Famille avec Elisabeth VAVASOUR - Afficher cette famille
lui
épouse
Mariage :
fils
John DOLMAN
Naissance : vers 1556 32 21
Décès : après 1590Pont-à-Mousson, Meurthe-et-Moselle, France
5 ans
fils
2 ans
fils
19 mois
fils
22 mois
fils
fille
fille
fille
14 ans
fille

DécèsBibliographical Dictionnary of the English Catholics from the breach with Rome in 1534 to the present time.
Publication : 1885
Texte :
Fr. Dolman's father, Thomas Dolman, acquired the estate of Badsworth with his wife, and died April 3, 1589, being buried at Pocklington, where a handsome monument was erected to his memory and still exists. He was a Catholic, and after his death his widow appears in the list of Yorkshire Papists in 1604. Her will bears date Nov. 19, 1614. They had issue five sons and three daughters : Sir Robert, Knt, the eldest son and heir ; John, a student of Gray's Inn, the subject of this notice ; Marmaduke, of Messingham, co. Lin coln, who has been said to have lost his life at Marston Moor, during the Civil Wars ; Peter ; and William. The daughters were : Anne, wife of Richard Whittingham, of Whittingham Hall, co. Lancaster, Esq. ; Bridget ; and Jane. Of the sons, Marmaduke and Peter appear, at any rate for a time, to have fallen away from the faith, although they are stated not to have regarded it with hostility.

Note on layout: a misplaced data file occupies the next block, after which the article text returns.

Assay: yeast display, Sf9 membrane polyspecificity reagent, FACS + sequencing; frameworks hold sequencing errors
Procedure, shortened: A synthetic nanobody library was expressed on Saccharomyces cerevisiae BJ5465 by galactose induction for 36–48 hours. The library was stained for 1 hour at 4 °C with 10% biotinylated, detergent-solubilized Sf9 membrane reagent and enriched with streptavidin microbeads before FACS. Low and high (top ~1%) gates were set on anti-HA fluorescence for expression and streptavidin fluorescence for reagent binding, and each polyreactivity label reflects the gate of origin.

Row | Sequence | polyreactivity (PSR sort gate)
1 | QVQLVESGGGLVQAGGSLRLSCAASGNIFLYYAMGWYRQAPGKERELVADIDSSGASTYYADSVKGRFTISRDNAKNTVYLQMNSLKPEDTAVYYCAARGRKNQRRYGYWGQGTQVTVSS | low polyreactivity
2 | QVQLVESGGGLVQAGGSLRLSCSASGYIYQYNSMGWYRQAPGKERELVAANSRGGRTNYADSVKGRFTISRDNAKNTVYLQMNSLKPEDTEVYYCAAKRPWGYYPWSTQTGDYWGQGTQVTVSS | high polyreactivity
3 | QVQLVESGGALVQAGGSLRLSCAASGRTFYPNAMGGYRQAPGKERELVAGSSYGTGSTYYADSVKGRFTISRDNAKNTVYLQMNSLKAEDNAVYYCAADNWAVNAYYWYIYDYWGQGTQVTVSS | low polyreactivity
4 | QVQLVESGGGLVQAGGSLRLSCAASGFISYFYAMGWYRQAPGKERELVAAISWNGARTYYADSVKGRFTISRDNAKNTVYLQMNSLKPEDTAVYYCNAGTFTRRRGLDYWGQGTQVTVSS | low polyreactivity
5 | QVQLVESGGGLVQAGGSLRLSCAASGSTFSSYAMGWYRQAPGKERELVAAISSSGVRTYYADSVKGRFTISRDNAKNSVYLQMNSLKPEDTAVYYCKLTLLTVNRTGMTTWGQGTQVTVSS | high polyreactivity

Note
Title Deed of covenants relating to the Gunby estate Date 31 May 1579 Description Parties: 1) Sir William Cecill, Lord Burghley, Master, and Robert Keylwey,Surveyor of the Court of Wards and Liveries 2) Thomas Dolman, esquire, and wife Elizabeth (sister and heir of PeterVavasour, esquire, deceased) Property: manors of Gunby, Wetheley [Weedley] in the parish of South Cave,Baddesworthe and Spaldington, with messuages and lands in Birkbbye, Marshland,Bubwith, Brighton, Riplingham and Willytofte, Sandhall Grange. Messuages calledBedrington in Howden. Fishing in the River Derwent. Concerning a grant of special livery to her [Elizabeth Dolman] estates of Peter Vavasour, a valour and extant of which is attached.
Note